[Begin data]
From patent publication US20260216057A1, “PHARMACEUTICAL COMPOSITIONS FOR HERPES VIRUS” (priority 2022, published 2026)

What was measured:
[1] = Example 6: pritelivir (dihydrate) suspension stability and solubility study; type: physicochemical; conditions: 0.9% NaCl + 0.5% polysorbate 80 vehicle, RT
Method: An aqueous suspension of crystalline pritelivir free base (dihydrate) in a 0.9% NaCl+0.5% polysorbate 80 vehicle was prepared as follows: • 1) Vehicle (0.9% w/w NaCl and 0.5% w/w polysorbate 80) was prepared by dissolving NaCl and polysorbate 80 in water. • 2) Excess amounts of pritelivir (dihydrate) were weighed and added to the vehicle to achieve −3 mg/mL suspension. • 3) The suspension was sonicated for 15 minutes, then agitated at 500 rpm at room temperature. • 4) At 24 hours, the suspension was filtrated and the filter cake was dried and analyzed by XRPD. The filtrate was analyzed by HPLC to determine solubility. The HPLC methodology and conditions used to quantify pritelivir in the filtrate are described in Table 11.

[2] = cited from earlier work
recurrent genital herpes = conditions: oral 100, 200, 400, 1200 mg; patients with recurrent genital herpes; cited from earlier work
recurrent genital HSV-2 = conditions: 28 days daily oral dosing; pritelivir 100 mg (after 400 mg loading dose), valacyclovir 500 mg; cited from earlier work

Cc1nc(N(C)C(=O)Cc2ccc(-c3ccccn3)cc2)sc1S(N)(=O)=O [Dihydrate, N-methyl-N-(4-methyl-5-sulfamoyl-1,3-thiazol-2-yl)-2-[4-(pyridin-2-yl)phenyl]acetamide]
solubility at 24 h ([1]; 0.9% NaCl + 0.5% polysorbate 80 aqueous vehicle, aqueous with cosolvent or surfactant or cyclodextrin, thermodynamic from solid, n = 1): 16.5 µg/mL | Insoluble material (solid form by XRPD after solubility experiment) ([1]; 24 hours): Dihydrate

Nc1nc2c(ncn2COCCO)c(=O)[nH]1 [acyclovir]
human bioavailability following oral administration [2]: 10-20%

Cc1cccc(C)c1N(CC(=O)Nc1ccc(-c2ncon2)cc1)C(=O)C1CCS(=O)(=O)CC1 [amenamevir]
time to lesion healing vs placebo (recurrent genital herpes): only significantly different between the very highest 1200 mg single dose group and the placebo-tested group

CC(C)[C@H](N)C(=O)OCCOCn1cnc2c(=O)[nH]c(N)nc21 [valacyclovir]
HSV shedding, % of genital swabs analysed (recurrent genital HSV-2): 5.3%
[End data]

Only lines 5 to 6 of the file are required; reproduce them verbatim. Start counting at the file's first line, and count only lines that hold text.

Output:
[2] = cited from earlier work
recurrent genital herpes = conditions: oral 100, 200, 400, 1200 mg; patients with recurrent genital herpes; cited from earlier work